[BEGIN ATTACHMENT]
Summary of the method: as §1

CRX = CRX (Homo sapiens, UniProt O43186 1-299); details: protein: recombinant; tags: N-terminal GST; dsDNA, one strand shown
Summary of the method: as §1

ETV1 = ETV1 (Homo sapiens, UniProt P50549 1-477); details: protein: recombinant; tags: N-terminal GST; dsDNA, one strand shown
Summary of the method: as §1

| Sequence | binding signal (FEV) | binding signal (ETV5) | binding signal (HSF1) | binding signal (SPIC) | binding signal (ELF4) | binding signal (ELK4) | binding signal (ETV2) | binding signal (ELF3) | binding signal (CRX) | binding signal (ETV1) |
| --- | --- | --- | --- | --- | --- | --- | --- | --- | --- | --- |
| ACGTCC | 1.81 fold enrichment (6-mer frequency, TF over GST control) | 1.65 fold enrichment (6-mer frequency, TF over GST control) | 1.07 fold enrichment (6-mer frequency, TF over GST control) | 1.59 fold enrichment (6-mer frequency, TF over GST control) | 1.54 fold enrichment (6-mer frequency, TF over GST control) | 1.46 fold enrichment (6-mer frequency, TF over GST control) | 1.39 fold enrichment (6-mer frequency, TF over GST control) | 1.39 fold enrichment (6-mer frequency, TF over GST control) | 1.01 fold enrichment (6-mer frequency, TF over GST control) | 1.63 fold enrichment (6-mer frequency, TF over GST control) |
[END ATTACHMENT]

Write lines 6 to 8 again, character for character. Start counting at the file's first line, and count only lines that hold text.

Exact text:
| Sequence | binding signal (FEV) | binding signal (ETV5) | binding signal (HSF1) | binding signal (SPIC) | binding signal (ELF4) | binding signal (ELK4) | binding signal (ETV2) | binding signal (ELF3) | binding signal (CRX) | binding signal (ETV1) |
| --- | --- | --- | --- | --- | --- | --- | --- | --- | --- | --- |
| ACGTCC | 1.81 fold enrichment (6-mer frequency, TF over GST control) | 1.65 fold enrichment (6-mer frequency, TF over GST control) | 1.07 fold enrichment (6-mer frequency, TF over GST control) | 1.59 fold enrichment (6-mer frequency, TF over GST control) | 1.54 fold enrichment (6-mer frequency, TF over GST control) | 1.46 fold enrichment (6-mer frequency, TF over GST control) | 1.39 fold enrichment (6-mer frequency, TF over GST control) | 1.39 fold enrichment (6-mer frequency, TF over GST control) | 1.01 fold enrichment (6-mer frequency, TF over GST control) | 1.63 fold enrichment (6-mer frequency, TF over GST control) |